Next, there is something to be said about Ninja's comments that some streamers and their audiences are ruining Fortnite with their negativity. This is a tricky point to consider, because in many circumstances the loud ramblings of a minority in an echo chamber can be misconstrued for the general attitude of the majority. The impact this has on the long-term health on the game depends on how influential certain "influencers" are, and if their negative opinions really do impact the game. Personally, I find it a non-issue in most cases. There are always some people who complain about everything, it is simply in their nature. With streamers, there are also some who entice and keep their viewers high by stirring the pot, which works perfectly with complaining.

Via: fnthreadz.com

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A recent example where this has been prevalent was with release of patch 8.2 in Fortnite, which some streamers proclaimed that the changes made only appease casual players over competitive professionals. This too is not something I would worry about, because as stated, some people will always find something to complain about. You could offer some of these streamers a literal pot of gold and there would be comments like "Great, how am I supposed to get this heavy thing home?"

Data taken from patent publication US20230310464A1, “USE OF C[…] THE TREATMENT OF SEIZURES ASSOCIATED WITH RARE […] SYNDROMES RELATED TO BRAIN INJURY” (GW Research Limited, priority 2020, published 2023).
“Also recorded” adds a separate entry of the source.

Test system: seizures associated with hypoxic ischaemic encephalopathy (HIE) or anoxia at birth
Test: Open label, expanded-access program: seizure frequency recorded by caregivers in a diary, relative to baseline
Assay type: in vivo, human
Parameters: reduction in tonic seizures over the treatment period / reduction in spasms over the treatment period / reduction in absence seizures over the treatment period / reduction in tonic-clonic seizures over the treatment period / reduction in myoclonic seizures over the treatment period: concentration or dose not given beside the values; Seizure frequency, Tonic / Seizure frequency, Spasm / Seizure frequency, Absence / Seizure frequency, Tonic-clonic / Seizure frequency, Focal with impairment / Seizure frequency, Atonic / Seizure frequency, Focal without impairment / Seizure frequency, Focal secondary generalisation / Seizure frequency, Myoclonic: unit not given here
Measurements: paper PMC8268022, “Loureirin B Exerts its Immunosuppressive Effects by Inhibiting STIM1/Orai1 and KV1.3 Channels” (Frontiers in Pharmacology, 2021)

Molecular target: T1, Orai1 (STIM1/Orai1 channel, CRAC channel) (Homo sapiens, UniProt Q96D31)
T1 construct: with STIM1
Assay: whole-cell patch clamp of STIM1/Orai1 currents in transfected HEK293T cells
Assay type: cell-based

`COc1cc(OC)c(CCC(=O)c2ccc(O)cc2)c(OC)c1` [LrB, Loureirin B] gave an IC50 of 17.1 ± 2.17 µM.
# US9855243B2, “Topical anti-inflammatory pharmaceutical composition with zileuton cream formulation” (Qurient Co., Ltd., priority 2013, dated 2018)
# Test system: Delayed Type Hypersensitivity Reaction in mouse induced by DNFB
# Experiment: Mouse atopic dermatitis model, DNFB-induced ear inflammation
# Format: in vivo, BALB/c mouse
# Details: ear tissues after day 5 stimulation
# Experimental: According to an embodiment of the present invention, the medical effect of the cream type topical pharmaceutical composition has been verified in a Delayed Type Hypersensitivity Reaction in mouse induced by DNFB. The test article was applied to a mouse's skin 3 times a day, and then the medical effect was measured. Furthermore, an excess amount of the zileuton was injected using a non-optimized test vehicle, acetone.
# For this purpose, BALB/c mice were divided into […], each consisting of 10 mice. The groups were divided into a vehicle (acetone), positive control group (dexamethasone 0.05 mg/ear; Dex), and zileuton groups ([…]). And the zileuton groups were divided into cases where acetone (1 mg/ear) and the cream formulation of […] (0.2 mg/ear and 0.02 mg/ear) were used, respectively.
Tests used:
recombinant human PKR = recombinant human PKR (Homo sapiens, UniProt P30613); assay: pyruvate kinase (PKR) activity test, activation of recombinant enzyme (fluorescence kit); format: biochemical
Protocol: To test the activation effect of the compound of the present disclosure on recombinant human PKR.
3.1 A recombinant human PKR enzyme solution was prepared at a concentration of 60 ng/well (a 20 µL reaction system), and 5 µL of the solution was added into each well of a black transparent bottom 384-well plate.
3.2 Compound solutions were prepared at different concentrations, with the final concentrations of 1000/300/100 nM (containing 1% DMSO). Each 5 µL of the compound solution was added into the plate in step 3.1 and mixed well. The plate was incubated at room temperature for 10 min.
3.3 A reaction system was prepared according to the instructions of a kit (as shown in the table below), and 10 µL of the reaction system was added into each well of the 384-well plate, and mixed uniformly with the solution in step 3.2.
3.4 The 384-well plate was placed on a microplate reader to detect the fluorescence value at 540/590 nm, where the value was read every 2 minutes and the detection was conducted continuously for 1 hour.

The reality is that in that case, there is already a long-standing debate about the viability of Fortnite as a competitive game in the long term, but this stems from the RNG nature of chests and other variables that skill along cannot account for, from things that are fundamental to the very nature of Fortnite.

Overall, there are clearly good and bad effects streamers have on gaming as a whole, and we did not even cover some of the worst types of streamers, those who are offensive and abusive against others. However, in general, it seems those kinds of streamers do not last long as streaming platforms crack down on inappropriate behavior. I personally see the positive attributes outweighing the bad, and as such, strongly believe that streamers have an important position in gaming culture in the future.